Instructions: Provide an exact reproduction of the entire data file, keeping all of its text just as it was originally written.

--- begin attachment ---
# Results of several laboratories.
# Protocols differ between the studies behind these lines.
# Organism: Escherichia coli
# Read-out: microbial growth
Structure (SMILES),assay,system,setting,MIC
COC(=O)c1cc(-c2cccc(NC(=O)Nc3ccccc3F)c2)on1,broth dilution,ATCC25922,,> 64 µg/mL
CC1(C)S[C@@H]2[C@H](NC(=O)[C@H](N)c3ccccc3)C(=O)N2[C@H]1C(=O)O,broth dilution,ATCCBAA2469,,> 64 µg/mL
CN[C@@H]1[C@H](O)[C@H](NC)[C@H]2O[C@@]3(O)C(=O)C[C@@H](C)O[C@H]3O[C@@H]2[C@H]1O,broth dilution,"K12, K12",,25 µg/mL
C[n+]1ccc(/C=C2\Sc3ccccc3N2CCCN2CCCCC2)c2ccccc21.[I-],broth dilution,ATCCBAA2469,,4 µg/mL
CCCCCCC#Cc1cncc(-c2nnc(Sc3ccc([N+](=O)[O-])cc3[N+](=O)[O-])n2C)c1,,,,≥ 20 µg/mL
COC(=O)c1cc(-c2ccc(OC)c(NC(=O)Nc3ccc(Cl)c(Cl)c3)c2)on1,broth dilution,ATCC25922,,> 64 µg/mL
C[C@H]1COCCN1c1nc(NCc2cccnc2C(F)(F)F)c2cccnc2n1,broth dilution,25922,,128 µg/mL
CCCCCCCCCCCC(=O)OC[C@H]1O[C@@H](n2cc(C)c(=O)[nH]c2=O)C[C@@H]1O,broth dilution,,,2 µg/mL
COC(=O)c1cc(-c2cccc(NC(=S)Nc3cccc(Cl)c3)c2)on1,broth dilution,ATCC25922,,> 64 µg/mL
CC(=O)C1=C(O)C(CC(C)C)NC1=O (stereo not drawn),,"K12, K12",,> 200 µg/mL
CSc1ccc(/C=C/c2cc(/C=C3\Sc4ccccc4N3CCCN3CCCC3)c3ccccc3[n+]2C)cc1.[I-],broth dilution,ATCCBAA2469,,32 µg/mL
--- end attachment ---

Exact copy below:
# Results of several laboratories.
# Protocols differ between the studies behind these lines.
# Organism: Escherichia coli
# Read-out: microbial growth
Structure (SMILES),assay,system,setting,MIC
COC(=O)c1cc(-c2cccc(NC(=O)Nc3ccccc3F)c2)on1,broth dilution,ATCC25922,,> 64 µg/mL
CC1(C)S[C@@H]2[C@H](NC(=O)[C@H](N)c3ccccc3)C(=O)N2[C@H]1C(=O)O,broth dilution,ATCCBAA2469,,> 64 µg/mL
CN[C@@H]1[C@H](O)[C@H](NC)[C@H]2O[C@@]3(O)C(=O)C[C@@H](C)O[C@H]3O[C@@H]2[C@H]1O,broth dilution,"K12, K12",,25 µg/mL
C[n+]1ccc(/C=C2\Sc3ccccc3N2CCCN2CCCCC2)c2ccccc21.[I-],broth dilution,ATCCBAA2469,,4 µg/mL
CCCCCCC#Cc1cncc(-c2nnc(Sc3ccc([N+](=O)[O-])cc3[N+](=O)[O-])n2C)c1,,,,≥ 20 µg/mL
COC(=O)c1cc(-c2ccc(OC)c(NC(=O)Nc3ccc(Cl)c(Cl)c3)c2)on1,broth dilution,ATCC25922,,> 64 µg/mL
C[C@H]1COCCN1c1nc(NCc2cccnc2C(F)(F)F)c2cccnc2n1,broth dilution,25922,,128 µg/mL
CCCCCCCCCCCC(=O)OC[C@H]1O[C@@H](n2cc(C)c(=O)[nH]c2=O)C[C@@H]1O,broth dilution,,,2 µg/mL
COC(=O)c1cc(-c2cccc(NC(=S)Nc3cccc(Cl)c3)c2)on1,broth dilution,ATCC25922,,> 64 µg/mL
CC(=O)C1=C(O)C(CC(C)C)NC1=O (stereo not drawn),,"K12, K12",,> 200 µg/mL
CSc1ccc(/C=C/c2cc(/C=C3\Sc4ccccc4N3CCCN3CCCC3)c3ccccc3[n+]2C)cc1.[I-],broth dilution,ATCCBAA2469,,32 µg/mL